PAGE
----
On May 10, 1863, Major General Oliver O. Howard addressed his 11th Army Corps on the events surrounding the recent battle of Chancellorsville with his issuance of General Orders No. 9. A spirit of depression fell upon a portion of his corps in the wake of the battle as a result of the right flank crumbling under heavy Confederate pressure. In uplifting the morale, the 11th Corps commander felt disaster of such magnitude was capable of occurring to any other command and now looking back, all that could be done is to learn from it.
The vulnerability of that right flank gave all in the army, as well as those across the nation, reason to assign the German soldier defending it unqualified blame in the horse whipping that General Robert E. Lee ordered at the hand of his illustrious 2nd Corps Commander.
That right flank consisted of the soldiers of Colonel Leopold von Gilsa commanding 1st Brigade, of the 1st Division; roughly 1,400 soldiers reaching out into the forest, anchored to no natural barrier and left without a reserve to support it. The little cavalry support in the area produced no true intelligence as to a coming attack and only a last minute patrol by the 45th New York Infantry delivered word that a vast amount of butternuts were then collecting in their front beyond the trees.
Major General Carl Schurz had been at corps headquarters making recommendations to realign the right placing the men at right angles from the Plank Road west, while bending the line back in the center making use of an open grove for the artillery by defending the edge of its wood line. The skirmish reports and word from pockets of cavalry that recent activity on the right was nothing to concern themselves about; General Howard elected not to make any changes whatsoever.
It wasn't until heavy cannonading and musketry had been heard to the west that the commanding general of third division began ordering his soldiers to change fronts. The time consumption involved under mounting pressure of the coming combat proved terribly insufficient. Maneuvering his troops through the thicket proved slow and before they could be completed Brigadier General Nathaniel Collins McLean's forces were witnessed falling back through Schurz' line in mass confusion; von Gilsa's troops right behind and catching up fast.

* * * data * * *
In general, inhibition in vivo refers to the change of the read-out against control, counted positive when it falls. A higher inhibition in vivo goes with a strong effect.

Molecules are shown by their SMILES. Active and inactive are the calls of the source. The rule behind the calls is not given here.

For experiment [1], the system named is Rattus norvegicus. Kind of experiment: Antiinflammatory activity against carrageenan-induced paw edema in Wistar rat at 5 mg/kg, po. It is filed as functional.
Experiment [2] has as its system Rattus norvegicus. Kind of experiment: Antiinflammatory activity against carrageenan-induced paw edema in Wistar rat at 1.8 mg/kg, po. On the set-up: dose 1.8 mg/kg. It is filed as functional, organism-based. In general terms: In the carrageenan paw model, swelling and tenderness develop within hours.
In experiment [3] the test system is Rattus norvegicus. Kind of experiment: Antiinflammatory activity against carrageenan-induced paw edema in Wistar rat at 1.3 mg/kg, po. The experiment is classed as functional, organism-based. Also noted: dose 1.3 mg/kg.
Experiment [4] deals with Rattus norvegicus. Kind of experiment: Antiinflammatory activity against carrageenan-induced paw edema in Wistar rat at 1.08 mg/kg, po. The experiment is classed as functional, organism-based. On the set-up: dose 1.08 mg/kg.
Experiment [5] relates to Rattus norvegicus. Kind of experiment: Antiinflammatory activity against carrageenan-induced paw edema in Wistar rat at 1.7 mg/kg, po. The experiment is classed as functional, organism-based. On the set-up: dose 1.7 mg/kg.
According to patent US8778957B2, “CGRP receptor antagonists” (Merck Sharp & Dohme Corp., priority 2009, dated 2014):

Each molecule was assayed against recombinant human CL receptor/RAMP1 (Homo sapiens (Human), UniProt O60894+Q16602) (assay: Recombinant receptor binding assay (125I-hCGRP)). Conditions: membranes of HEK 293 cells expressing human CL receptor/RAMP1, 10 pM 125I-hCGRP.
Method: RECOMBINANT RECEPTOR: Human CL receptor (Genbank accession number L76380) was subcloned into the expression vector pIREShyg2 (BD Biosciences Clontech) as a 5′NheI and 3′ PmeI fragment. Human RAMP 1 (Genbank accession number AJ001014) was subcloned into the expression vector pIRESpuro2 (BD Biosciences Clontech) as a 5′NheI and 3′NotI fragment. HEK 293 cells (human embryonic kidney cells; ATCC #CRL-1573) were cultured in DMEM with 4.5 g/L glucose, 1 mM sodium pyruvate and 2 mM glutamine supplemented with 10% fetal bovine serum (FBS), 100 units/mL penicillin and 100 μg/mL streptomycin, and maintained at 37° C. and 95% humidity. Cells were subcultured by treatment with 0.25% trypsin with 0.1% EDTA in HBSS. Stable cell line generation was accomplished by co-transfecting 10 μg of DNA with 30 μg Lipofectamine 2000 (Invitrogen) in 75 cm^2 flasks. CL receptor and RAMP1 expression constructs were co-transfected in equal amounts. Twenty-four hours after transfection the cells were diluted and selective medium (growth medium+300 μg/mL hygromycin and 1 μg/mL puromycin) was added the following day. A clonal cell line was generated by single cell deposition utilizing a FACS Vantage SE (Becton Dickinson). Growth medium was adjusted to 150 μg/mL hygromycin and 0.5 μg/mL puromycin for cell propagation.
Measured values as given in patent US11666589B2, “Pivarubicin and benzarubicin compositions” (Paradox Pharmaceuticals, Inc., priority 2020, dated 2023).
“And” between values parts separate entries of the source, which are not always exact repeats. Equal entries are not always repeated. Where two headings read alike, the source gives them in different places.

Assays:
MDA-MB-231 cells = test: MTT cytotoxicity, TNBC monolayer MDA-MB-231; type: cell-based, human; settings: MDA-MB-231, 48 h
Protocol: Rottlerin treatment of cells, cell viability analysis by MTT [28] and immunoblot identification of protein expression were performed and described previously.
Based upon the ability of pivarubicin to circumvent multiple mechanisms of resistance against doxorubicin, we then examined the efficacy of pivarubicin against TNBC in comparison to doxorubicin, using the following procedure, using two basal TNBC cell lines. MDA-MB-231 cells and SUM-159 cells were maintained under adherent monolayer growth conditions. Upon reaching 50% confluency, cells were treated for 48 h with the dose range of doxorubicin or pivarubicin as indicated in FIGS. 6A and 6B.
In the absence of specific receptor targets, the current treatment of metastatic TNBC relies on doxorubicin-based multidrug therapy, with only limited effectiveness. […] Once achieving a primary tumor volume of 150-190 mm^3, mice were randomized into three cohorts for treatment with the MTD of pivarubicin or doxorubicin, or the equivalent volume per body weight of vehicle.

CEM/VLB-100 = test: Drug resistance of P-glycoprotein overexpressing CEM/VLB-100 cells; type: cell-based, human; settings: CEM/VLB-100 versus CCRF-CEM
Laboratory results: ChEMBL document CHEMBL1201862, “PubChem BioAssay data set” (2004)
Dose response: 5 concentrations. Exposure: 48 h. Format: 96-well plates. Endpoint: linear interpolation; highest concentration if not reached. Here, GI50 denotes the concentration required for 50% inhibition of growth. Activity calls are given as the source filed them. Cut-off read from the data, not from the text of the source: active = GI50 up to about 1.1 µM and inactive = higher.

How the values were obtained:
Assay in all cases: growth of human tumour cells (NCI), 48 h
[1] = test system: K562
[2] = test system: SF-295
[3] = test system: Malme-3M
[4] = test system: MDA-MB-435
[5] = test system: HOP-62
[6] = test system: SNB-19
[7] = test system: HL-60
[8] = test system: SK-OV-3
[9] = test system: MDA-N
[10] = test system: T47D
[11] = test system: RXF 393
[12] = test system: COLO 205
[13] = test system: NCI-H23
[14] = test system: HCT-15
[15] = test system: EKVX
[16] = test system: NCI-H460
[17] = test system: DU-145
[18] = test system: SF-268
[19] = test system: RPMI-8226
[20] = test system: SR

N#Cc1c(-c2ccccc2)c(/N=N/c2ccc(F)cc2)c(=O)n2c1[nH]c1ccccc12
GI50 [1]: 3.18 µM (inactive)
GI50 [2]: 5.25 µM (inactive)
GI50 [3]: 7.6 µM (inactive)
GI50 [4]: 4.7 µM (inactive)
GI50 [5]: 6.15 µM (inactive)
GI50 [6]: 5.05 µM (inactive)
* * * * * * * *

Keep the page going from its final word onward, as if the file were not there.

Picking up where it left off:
In the wake of the battle when after action reports were collected from the various commanders upon the field; Brigadier General Alexander Schimmelfennig was furious. The newspapers all over had been reporting infamous falsehoods regarding the conduct of the German soldier at Chancellorsville. He spoke of the reporters having been a nest of vipers patiently waiting to spit out their poisonous slanders. The columns chock full of prurient imaginations by those dipping their pens in the blood of the battlefield slain instead of standing behind their country with sword and musket. The most heart wrenching infuriation to him had been noted that all the papers had been dated from "General Hooker's Headquarters" and thus signed by responsible names.
Schimmelfennig pointed out that as the First Division gave way and ran, it became the second line of Major General Schurz that changed fronts from south to west as the first line fell in behind the 82nd Illinois and 157th New York Infantries along with the brigade of Colonel Adolphus Buschbeck mustering altogether perhaps 4,000 muskets held the enemy advance for about an hour. Colonel Wladimir Kyzyzanowski's 2nd brigade likewise performed honorably on the field lending critical support in the moment of panic and chaos.
The newspapers generated reports common of the prejudice of the day in making these German soldiers the easy target for blame. The brigade commander demanded an investigation regarding the entire event being now of the understanding that his superior officers proved insufficiently in control of the facts. He asked his division commander to exclude such reporters by public order from re-entering the camps of 11th Corps, listing the names for public use of the slanderers and holding them all accountable for their yellow journalism.
Although the right flank had caved in on that fateful evening in early May, it became a great exaggeration to publicly chastise all the German soldiers assigned to 11th Corps, let alone create such a pall upon the corps flag as a whole. In an era where honor and duty was everything, not just the German but the newly designated 11th Army Corps had its reputation unjustly tarnished. In the coming months it would have to prove itself worthy of a combat unit by standing firm against the oncoming Confederate battle flags.
Editors Note: Mr.Moran is a feature writer on the US-Civilwar.com writers staff. He may be contacted with your questions, ideas and requests at firstname.lastname@example.org